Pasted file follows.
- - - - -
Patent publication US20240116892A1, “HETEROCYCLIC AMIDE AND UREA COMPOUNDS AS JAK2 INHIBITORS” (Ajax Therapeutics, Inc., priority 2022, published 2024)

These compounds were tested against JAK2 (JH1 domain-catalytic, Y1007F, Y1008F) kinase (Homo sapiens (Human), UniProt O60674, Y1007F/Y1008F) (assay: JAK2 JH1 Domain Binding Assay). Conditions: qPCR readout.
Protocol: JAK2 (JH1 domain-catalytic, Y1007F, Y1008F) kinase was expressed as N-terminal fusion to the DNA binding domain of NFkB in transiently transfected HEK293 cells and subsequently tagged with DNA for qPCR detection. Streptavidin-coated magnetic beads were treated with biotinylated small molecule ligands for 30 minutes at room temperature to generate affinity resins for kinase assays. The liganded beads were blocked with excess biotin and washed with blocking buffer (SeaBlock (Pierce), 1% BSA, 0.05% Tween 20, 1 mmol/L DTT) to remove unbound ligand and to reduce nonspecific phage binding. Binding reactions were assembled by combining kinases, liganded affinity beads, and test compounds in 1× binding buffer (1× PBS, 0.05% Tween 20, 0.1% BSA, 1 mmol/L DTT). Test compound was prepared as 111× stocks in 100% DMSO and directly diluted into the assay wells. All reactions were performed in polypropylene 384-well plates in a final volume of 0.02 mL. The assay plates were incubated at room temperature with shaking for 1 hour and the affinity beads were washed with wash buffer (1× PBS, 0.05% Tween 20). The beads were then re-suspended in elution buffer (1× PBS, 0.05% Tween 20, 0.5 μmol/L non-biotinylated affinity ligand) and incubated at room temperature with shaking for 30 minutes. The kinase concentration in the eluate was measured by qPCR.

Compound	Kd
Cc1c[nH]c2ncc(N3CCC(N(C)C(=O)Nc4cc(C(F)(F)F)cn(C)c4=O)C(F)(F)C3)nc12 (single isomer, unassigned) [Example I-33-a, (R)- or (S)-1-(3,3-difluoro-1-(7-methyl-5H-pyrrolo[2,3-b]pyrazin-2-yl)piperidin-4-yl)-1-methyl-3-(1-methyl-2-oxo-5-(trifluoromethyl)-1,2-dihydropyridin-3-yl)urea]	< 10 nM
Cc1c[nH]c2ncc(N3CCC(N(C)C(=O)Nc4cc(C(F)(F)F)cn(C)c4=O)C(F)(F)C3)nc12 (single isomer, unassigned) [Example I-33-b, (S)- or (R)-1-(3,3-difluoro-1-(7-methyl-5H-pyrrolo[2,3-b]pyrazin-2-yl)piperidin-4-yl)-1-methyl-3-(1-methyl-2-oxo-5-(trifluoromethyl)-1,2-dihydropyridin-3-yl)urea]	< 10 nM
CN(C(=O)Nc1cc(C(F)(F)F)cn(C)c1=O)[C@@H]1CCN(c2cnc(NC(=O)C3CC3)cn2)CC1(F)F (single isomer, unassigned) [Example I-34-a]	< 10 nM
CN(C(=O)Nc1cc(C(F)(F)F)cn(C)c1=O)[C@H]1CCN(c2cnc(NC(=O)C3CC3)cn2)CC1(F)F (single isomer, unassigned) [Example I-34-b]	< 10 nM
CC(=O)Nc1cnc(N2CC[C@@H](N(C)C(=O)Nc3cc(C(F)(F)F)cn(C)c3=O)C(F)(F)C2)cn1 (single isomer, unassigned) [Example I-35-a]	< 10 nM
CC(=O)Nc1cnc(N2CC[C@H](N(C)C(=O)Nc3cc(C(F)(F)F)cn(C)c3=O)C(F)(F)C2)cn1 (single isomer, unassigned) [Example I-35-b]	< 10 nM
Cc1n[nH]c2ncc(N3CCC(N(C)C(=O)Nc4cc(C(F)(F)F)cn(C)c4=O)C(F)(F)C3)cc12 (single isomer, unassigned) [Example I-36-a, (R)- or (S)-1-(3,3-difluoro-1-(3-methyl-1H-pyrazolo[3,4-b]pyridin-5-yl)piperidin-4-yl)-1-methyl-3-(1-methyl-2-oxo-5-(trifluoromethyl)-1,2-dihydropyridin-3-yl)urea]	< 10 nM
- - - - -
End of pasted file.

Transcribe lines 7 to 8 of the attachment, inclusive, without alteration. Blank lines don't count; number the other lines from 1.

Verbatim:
CN(C(=O)Nc1cc(C(F)(F)F)cn(C)c1=O)[C@@H]1CCN(c2cnc(NC(=O)C3CC3)cn2)CC1(F)F (single isomer, unassigned) [Example I-34-a]	< 10 nM
CN(C(=O)Nc1cc(C(F)(F)F)cn(C)c1=O)[C@H]1CCN(c2cnc(NC(=O)C3CC3)cn2)CC1(F)F (single isomer, unassigned) [Example I-34-b]	< 10 nM